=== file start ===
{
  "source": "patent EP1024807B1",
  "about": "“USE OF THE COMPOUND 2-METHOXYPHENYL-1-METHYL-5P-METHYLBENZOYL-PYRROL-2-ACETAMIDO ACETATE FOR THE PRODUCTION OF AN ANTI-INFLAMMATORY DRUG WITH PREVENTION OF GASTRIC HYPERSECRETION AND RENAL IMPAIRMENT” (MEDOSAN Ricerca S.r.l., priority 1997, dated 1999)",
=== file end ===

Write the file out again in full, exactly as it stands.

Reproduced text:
{
  "source": "patent EP1024807B1",
  "about": "“USE OF THE COMPOUND 2-METHOXYPHENYL-1-METHYL-5P-METHYLBENZOYL-PYRROL-2-ACETAMIDO ACETATE FOR THE PRODUCTION OF AN ANTI-INFLAMMATORY DRUG WITH PREVENTION OF GASTRIC HYPERSECRETION AND RENAL IMPAIRMENT” (MEDOSAN Ricerca S.r.l., priority 1997, dated 1999)",